In the meantime, note the powerful use of the verb. The best Calls to Action, and some say the only true Calls to Action, use verbs — because this is precisely the role verbs play in language and everyday life. Sure, you can label your button “Subscription”, but then your call to action has no action and no calling. If you label it “Subscribe”, you’re on the right track. If you say “Activate your free subscription now”, you may be overdoing it, but it’s a matter of testing. If instead of “Get thee out of thy country” God had said “The land I will shew thee is located west-south-west”, maybe we’d still be in Iraq. It’s not so nice there from what I hear.
Due to the famine in Canaan, Abram and his wife Saray move go Egypt. Abram wants to conceal the fact that they’re married, so they pretend to be brother and sister.
Abram is trying to influence the Egyptians’ mental model — the way that they will perceive his family. He is trying to have them form a mental representation which isn’t accurate, but which serves his goals. This reflects the important distinction that we make between a mental model and a conceptual model. A conceptual model is the way that the product team perceives and builds the product — this is usually the “technically correct” model. We are familiar with the entities that comprise the product, with all their properties, abilities and interconnections. We know where everything is and why, and what’s the most efficient way to do stuff.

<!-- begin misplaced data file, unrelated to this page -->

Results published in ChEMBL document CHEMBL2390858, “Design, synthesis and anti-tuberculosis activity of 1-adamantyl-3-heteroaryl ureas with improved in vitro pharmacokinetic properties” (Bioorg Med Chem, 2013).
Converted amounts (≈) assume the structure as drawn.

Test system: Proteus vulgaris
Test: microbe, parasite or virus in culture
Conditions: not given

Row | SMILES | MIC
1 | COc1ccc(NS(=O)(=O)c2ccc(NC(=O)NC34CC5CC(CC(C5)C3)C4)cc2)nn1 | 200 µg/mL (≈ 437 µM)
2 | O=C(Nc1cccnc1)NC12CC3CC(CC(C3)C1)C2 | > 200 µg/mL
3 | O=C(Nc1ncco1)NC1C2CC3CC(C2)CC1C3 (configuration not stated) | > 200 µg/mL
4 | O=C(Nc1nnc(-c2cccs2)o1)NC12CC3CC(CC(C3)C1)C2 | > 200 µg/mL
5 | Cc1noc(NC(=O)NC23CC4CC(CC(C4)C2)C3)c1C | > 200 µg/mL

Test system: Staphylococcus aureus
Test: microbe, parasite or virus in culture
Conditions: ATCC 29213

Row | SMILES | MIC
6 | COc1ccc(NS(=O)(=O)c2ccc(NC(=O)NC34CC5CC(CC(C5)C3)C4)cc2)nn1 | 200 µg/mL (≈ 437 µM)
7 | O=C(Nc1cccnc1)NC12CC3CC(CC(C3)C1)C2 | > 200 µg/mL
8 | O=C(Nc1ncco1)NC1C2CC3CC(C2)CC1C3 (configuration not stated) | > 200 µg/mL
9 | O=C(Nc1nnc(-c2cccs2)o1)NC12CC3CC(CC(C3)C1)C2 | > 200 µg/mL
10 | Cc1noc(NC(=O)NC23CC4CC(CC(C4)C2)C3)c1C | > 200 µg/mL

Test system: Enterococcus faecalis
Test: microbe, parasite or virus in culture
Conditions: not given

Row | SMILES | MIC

The user, on the other hand, knows none of these things. She gets assorted glimpses of the product while working with it, in a unique and often unpredictable order, and she is trying to put all of those pieces together into a single coherent picture. That picture is her mental model of the product. As UXers we try to shape that picture through the interface, and mold so that it will serve the user in the optimal way. We don’t strive to make her understand all of the “real” structure of the product because it includes lots of technical stuff that’s not supposed to be of any concern to her.
For example, the mental model of “how an automobile works” for the typical user is that you pump gas in the appropriate hole, you turn the key in the ignition, and you drive using the steering wheel and the pedals.The car mechanic’s mental model of the same car includes the entire electrical system, the drive system, the steering, the fuel injection, and tons of other stuff I don’t really know, not being of the technical inclination. The car engineer’s mental model goes much deeper and includes parts that the mechanic doesn’t even know about. At least, that’s my mental model of these professions, and I may be wrong.